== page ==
Viking Sky came “within a ship’s length” of running aground along a dangerous stretch of Norway’s coastline during a storm, according to a report.
The vessel was manned by 458 crew and carrying 915 passengers when its engines shut down while trying to sail from Tromso to Stavanger on March 23.
An interim report by the Accident Investigation Board Norway (AIBN) found that all three operational diesel generators shut down within 19 minutes of each other, causing a blackout and loss of propulsion.
They had shut down “as a result of the loss of lubricating oil suction due to low sump tank levels, combined with pitching and rolling”.
The report said the lubricating oil sump tanks of all the diesel generators were maintained at 28%-40% capacity – but the manufacturer’s recommendation was to maintain them at 68%-75%.
Without power, the ship drifted to the shore in an area called Hustadvika, described as “notoriously dangerous” because it is exposed to the weather and has extensive off-shore shoals.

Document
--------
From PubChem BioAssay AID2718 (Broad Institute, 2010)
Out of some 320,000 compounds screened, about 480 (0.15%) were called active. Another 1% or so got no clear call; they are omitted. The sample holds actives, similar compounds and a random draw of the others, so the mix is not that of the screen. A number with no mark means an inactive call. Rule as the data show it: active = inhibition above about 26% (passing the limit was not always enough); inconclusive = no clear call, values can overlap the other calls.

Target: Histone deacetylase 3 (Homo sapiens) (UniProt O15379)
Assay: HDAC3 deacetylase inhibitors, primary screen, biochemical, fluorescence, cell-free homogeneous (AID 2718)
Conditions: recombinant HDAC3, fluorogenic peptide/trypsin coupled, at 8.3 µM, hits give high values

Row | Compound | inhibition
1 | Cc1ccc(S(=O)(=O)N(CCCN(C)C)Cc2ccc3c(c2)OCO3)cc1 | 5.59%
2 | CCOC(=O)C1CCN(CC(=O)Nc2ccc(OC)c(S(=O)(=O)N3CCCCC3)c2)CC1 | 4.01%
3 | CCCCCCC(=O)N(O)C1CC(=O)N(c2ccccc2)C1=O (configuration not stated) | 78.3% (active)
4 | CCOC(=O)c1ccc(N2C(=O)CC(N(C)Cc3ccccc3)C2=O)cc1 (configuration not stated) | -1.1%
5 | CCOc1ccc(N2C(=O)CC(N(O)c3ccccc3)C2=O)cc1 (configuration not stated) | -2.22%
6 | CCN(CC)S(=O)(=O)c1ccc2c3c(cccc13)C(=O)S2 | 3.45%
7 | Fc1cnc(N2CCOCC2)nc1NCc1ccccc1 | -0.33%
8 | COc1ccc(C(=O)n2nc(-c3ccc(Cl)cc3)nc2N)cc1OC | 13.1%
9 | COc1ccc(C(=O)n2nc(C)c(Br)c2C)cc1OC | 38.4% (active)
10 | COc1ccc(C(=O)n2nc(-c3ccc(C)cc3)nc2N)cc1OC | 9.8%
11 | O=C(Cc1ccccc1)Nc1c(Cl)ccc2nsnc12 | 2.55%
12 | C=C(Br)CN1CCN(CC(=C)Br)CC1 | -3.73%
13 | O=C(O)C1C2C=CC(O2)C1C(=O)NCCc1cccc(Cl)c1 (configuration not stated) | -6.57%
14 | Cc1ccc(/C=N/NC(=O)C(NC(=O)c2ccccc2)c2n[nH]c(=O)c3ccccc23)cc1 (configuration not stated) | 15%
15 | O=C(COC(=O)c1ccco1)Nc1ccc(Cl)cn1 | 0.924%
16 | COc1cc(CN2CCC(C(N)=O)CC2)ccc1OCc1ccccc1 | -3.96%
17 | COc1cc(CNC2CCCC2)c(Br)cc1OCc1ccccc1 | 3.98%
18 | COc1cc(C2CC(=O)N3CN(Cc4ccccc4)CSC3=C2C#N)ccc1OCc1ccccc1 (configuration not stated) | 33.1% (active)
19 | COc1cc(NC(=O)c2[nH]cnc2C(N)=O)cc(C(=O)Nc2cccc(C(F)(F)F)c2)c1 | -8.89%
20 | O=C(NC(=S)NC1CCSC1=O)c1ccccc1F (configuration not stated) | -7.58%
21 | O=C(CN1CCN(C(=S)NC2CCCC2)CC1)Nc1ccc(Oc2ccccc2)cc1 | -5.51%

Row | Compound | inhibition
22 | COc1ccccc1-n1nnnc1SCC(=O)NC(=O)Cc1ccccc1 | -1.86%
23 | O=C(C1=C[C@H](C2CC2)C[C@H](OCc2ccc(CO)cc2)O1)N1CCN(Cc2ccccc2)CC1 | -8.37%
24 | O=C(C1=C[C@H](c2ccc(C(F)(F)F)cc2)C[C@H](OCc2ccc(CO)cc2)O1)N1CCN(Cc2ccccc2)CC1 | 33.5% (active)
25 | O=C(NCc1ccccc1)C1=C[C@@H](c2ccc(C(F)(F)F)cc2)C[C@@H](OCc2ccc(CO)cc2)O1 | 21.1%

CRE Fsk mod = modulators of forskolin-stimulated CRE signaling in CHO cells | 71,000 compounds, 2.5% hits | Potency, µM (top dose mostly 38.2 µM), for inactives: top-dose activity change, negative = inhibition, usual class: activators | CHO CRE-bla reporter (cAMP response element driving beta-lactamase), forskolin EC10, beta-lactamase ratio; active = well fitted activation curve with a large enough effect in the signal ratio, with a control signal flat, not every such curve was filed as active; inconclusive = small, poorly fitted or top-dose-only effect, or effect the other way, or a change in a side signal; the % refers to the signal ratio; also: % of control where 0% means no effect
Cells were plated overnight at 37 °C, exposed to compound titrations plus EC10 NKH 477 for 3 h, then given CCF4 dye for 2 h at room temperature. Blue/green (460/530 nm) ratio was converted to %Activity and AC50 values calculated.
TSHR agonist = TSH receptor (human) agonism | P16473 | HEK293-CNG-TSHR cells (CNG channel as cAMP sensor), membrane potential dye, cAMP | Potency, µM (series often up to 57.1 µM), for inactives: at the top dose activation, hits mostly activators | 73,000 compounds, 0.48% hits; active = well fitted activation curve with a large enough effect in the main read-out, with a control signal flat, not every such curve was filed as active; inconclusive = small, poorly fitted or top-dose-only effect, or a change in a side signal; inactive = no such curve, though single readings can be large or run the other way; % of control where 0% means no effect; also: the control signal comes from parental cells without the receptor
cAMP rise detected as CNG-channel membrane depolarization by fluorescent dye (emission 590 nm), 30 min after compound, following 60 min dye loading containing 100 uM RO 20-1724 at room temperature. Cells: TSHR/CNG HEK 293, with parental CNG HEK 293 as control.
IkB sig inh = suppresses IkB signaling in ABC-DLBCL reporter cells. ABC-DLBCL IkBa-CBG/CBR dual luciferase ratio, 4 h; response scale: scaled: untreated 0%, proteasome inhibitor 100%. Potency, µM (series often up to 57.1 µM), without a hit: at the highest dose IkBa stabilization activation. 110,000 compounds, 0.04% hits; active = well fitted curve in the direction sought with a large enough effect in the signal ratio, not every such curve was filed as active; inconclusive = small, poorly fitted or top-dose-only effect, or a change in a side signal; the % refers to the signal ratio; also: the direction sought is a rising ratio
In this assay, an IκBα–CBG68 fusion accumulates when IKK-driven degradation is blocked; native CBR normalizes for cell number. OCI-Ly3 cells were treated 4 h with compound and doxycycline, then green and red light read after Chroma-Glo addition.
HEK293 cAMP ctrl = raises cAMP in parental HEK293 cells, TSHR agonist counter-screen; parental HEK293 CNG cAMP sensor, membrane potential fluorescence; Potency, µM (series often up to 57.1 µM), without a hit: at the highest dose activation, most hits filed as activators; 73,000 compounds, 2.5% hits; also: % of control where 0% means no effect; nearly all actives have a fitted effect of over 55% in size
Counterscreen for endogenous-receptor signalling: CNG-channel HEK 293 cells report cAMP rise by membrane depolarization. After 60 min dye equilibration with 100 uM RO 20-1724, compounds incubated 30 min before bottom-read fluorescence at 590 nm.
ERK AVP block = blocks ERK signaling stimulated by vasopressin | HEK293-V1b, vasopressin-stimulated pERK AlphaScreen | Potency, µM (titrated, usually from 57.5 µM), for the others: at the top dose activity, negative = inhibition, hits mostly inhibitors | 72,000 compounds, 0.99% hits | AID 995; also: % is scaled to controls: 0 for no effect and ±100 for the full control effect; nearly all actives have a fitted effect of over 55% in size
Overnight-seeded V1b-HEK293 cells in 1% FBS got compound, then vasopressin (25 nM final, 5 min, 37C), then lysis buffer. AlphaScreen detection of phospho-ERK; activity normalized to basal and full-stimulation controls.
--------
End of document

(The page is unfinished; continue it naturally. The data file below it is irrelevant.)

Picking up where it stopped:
AIBN estimates that Viking Sky came “within a ship’s length of grounding, having passed over or in immediate proximity to 10-metre shoals, before propulsion could be re-established”.
A mayday was broadcast and both anchors were dropped but they did not hold.
Passengers and crew began to muster and a major rescue operation began, with helicopters evacuating those onboard.
The vessel was out of danger by the next morning, after 479 evacuated passengers had been received at an emergency centre ashore.
On March 27, the Norwegian Maritime Authority issued a safety message which asked “all shipping companies to take the necessary precautions to ensure the supply of lubricating oil to engines”.
The interim report supports that advice and added: “All vessel owners and operators are recommended to ensure that engine lubricating oil tank levels are maintained in accordance with engine manufacturer’s instructions and topped up in the event of poor weather being forecast.”
The investigation will continue and will look at other aspects of the incident including planning, evacuation and safety management.
Among those rescued, 20 passengers suffered injuries. A total of 200 passengers were British.
Footage posted on social media from inside the vessel showed it moving violently and passengers in life jackets.
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